Sep. 1, 2014   72°F   School Closings
Listen Live WCPN / WCLV
ideastream
Mission 4
Values 1
Values 2
Values 3
Vision 3
Vision 4
Vision 5
Values 4
Values 5
Values 6
Vision 1
Vision 2

Choose a station:

90.3 WCPN
WCLV 104.9
WVIZ/PBS

Choose a station:

90.3 WCPN
WCLV 104.9
WVIZ/PBS

Television Documentary To Include Brain Surgery

Thursday, September 29, 2011 at 6:35 AM

Share on Facebook Share Share on Twitter Tweet

The half-hour that airs Sunday at 2pm on WVIZ/PBS presents dramatic visuals of some of the things you’ve heard this week on 90.3's Morning Edition. Producer Kay Colby talks with ideastream's Rick Jackson about this health documentary.

Rick Jackson: So Kay – what are we going to see in this one?

Kay Colby: We are going to see a family’s story filled with lots of drama, emotion, and amazing medical footage.  Imagine all of a sudden not being able to talk or move your right side? That’s what happened to Bay Village husband and father Bill Forester. At age 51, Forester became one of the almost 800,000 Americans who suffer a stroke each year – in fact, every 40 seconds someone suffers a stroke.

Rick: Every 40 seconds. Wow. So basically this man was left speechless and paralyzed on one side?

Kay: That’s right – his stroke affected the left side of his brain which controls speech leaving Bill Forester with a disorder called aphasia. And the show chronicles his quest to reclaim his ability to use language.  For Forester that literally meant re-learning his vowels … the entire alphabet – eventually moving on to words and phrases.

Rick: So how does rehabilitation work for stroke patients?

Kay: The magic recipe is repetition, repetition, repetition … with enough practice healthy parts of the brain can basically take over for the parts damaged by the stroke. What happens in a stroke is that brain tissue dies because it is deprived of blood flow. And the goal of rehabilitation is to encourage the brain to re-model itself so healthy parts can take over for the damaged ones.  By far one of the coolest parts of the show centers on learning how the human brain works and examining both live and dead brains. We see a brain actually beat inside a patient during surgery and we also take a trip to the pathology lab to see the different parts of the brain explained and pointed out on a brain from a deceased patient.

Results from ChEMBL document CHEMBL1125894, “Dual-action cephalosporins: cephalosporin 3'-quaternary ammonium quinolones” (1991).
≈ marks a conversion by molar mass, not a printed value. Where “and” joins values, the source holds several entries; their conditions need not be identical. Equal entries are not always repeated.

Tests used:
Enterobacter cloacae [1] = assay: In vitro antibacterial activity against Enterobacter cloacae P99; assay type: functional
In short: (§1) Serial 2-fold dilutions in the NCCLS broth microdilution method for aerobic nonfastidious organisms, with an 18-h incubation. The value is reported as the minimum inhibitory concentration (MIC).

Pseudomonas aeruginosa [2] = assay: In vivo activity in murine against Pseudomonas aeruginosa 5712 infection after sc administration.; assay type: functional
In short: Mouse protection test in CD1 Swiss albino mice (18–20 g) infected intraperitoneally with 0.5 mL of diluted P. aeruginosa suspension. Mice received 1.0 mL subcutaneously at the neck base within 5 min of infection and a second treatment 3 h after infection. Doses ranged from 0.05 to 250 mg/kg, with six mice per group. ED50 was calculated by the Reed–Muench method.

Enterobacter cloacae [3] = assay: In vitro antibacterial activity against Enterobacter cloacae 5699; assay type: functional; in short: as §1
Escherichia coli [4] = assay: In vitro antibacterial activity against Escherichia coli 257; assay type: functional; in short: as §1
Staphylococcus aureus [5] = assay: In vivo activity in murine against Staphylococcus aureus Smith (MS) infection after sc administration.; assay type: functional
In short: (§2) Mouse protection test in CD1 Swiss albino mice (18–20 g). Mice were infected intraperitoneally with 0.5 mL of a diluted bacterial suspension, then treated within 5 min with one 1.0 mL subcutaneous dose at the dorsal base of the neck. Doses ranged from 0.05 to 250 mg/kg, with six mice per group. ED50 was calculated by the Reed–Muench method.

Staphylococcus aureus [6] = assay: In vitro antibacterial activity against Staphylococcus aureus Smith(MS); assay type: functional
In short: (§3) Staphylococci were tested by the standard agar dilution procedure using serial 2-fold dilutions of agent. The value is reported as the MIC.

Rick: So what’s the most important thing you learned about stroke?

Kay:  Definitely how far we’ve come in treatments for stroke thanks to advancements in scanning technology and clot-busting drugs. I think people will be surprised to learn how they can use some of the same kind of technology they use to unclog arteries feeding your heart in vessels feeding blood to your brain … we actually see how these devices work like Roto-Rooter unclogging blockages in the pipes feeding your brain. But the key is time … 32,000 brain cells die every second during a stroke so time is of the essence. People need to be on the look-out for symptoms of stroke which include facial drooping on one side, trouble speaking, paralysis or loss of vision and immediately call 911.

Kay; thanks for the look ahead.

Surviving Stroke premieres (September 29) on WVIZ/PBS at 8pm.

There are other opportunities to see it, or once you do, to alert friends who you think of who should watch as well. It will repeat this coming Sunday (Oct 2) at 2pm; then next Tuesday (October 4) at 7:30pm and finally the following Sunday (October 9) at 10:30pm.

Tags

Health, Surviving Stroke

Leave a Comment

Please follow our community discussion rules when composing your comments.